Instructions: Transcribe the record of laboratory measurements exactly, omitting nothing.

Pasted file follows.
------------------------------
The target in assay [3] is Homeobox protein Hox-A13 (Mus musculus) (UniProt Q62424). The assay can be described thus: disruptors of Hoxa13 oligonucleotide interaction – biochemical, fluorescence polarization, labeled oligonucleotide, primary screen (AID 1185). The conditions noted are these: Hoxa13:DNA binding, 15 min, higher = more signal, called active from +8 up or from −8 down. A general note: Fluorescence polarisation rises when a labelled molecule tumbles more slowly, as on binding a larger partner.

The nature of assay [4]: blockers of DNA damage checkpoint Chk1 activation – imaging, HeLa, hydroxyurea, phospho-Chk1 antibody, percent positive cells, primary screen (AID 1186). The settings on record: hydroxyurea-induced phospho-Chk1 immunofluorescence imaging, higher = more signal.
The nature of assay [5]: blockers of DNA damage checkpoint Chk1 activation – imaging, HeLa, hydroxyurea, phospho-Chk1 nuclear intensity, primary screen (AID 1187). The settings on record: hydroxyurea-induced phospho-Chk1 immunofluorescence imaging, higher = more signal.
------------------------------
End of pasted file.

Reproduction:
The target in assay [3] is Homeobox protein Hox-A13 (Mus musculus) (UniProt Q62424). The assay can be described thus: disruptors of Hoxa13 oligonucleotide interaction – biochemical, fluorescence polarization, labeled oligonucleotide, primary screen (AID 1185). The conditions noted are these: Hoxa13:DNA binding, 15 min, higher = more signal, called active from +8 up or from −8 down. A general note: Fluorescence polarisation rises when a labelled molecule tumbles more slowly, as on binding a larger partner.

The nature of assay [4]: blockers of DNA damage checkpoint Chk1 activation – imaging, HeLa, hydroxyurea, phospho-Chk1 antibody, percent positive cells, primary screen (AID 1186). The settings on record: hydroxyurea-induced phospho-Chk1 immunofluorescence imaging, higher = more signal.
The nature of assay [5]: blockers of DNA damage checkpoint Chk1 activation – imaging, HeLa, hydroxyurea, phospho-Chk1 nuclear intensity, primary screen (AID 1187). The settings on record: hydroxyurea-induced phospho-Chk1 immunofluorescence imaging, higher = more signal.